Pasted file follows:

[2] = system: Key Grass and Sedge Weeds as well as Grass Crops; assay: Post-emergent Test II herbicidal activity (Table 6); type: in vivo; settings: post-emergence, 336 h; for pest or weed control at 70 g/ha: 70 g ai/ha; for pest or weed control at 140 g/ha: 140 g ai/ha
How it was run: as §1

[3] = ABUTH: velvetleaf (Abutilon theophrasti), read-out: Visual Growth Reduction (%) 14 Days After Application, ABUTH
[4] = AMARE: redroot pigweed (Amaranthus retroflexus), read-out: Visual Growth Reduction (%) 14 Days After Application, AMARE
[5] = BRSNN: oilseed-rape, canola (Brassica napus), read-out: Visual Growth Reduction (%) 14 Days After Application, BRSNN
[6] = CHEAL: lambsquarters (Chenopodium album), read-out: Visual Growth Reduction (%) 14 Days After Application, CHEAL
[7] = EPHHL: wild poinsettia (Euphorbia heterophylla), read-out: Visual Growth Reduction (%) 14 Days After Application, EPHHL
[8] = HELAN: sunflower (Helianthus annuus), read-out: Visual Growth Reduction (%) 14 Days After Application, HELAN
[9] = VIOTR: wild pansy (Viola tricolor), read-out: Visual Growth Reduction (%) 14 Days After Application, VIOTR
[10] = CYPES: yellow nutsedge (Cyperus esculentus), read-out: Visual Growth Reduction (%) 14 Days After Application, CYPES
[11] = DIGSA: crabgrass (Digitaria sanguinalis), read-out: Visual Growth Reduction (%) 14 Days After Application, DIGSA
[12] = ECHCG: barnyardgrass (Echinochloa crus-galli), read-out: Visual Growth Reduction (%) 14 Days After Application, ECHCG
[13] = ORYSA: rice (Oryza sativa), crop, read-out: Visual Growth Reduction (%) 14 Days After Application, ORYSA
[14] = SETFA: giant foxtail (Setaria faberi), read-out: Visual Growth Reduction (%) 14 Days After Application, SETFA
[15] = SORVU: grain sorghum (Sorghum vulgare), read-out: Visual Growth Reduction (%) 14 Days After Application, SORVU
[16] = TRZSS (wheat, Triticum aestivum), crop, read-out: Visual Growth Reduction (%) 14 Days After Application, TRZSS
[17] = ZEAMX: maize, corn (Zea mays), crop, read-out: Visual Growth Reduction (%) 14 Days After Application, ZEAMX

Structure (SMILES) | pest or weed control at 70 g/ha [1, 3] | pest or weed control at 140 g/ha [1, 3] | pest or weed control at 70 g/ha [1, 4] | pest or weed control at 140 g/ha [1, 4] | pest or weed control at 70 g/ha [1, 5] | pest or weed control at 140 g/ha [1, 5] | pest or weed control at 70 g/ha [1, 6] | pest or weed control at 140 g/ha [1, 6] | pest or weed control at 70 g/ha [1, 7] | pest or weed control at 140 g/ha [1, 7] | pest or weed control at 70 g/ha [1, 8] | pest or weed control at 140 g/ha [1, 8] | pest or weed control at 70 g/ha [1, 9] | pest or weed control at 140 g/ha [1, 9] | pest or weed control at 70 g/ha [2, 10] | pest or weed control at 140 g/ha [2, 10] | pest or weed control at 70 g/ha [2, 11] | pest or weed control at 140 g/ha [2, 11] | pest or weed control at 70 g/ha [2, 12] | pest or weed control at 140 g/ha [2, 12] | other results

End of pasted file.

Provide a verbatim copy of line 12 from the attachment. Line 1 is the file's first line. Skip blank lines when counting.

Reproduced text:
[12] = ECHCG: barnyardgrass (Echinochloa crus-galli), read-out: Visual Growth Reduction (%) 14 Days After Application, ECHCG